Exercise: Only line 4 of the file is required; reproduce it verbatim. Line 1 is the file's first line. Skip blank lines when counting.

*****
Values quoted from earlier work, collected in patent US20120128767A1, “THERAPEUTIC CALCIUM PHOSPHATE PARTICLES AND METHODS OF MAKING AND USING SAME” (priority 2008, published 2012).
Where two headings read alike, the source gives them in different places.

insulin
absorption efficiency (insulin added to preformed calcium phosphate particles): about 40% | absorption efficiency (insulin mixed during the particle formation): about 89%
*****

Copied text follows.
absorption efficiency (insulin added to preformed calcium phosphate particles): about 40% | absorption efficiency (insulin mixed during the particle formation): about 89%